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Timing of Snowmelt Runoff in the Western United States
McCabe, G.J. and Clark, M.P. 2005. Trends and variability in snowmelt runoff in the western United States. Journal of Hydrometeorology 6: 476-482.

The authors note that most prior studies of snowmelt runoff (SMR) in the western United States have depended on trend analyses to identify changes in timing, but they indicate that "trend analyses are unable to determine if a trend is gradual or a step change." This fact is crucial, they say, because when "changes in SMR timing have been identified by linear trends, there is a tendency to attribute these changes to global warming because of large correlations between linear trends in SMR timing and the increasing trend in global temperature."

What was done
Using daily streamflow data for 84 stations in the western United States, each with complete water-year information for the period 1950-2003, McCabe and Clark conducted a number of analyses that enabled them to determine each station's mean streamflow trend over the last half century plus any stepwise changes that may have occurred in each data series.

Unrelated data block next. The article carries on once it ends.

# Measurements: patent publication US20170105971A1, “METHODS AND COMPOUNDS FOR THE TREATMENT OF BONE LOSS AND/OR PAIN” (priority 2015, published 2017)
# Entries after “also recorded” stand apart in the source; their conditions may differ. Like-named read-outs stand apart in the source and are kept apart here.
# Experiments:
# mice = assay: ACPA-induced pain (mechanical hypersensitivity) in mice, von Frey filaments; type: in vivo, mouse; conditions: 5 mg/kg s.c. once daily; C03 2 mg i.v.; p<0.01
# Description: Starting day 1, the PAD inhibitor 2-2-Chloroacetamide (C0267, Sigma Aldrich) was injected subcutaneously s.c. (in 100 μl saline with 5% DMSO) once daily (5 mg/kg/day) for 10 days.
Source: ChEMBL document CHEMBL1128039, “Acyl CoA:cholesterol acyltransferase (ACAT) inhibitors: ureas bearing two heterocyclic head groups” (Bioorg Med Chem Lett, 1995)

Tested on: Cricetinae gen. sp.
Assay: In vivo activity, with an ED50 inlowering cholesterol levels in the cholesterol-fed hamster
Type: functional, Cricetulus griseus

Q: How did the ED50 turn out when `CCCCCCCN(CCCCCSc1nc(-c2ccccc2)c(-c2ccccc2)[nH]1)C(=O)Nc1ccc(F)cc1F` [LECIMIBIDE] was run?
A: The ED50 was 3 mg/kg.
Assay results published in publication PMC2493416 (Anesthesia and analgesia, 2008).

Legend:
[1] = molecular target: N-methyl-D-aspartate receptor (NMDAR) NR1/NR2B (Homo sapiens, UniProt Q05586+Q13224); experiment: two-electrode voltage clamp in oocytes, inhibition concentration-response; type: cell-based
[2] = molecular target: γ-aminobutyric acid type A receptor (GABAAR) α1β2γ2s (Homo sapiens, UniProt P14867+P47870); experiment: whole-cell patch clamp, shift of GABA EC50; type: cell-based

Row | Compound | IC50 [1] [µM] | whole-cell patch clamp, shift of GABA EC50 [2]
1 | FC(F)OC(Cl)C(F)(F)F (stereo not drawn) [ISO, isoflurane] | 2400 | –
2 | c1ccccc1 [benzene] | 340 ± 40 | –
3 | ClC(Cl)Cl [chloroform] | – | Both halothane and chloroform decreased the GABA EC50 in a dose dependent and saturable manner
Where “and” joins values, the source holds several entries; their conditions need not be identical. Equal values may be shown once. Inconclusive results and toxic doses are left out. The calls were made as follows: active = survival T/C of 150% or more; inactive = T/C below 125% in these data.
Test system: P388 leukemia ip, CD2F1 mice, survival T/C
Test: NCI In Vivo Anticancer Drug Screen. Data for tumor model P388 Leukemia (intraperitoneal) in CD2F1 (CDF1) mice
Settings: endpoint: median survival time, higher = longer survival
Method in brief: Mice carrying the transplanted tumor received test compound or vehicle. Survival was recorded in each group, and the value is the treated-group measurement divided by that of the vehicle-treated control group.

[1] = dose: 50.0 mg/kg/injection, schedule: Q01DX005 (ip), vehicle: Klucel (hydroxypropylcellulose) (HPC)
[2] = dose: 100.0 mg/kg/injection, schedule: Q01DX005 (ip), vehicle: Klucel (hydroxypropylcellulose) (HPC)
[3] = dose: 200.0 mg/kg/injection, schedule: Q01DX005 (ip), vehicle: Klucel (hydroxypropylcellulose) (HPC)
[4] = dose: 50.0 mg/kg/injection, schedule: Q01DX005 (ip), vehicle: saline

What was learned
As others had previously learned, the two researchers found that "the timing of SMR for many rivers in the western United States has shifted to earlier in the snowmelt season." However, they discovered that "the shift to earlier SMR has not been a gradual trend, but appears to have occurred as a step change during the mid-1980s," which shift was in turn "related to a regional step increase in April-July temperatures during the mid-1980s."

What it means
After discussing various possible reasons for what they had discovered, McCabe and Clark give their final assessment of the phenomenon in their concluding comments: "the observed change in the timing of SMR in the western United States is a regional response to natural climatic variability and may not be related to global trends in temperature."

Reviewed 3 January 2007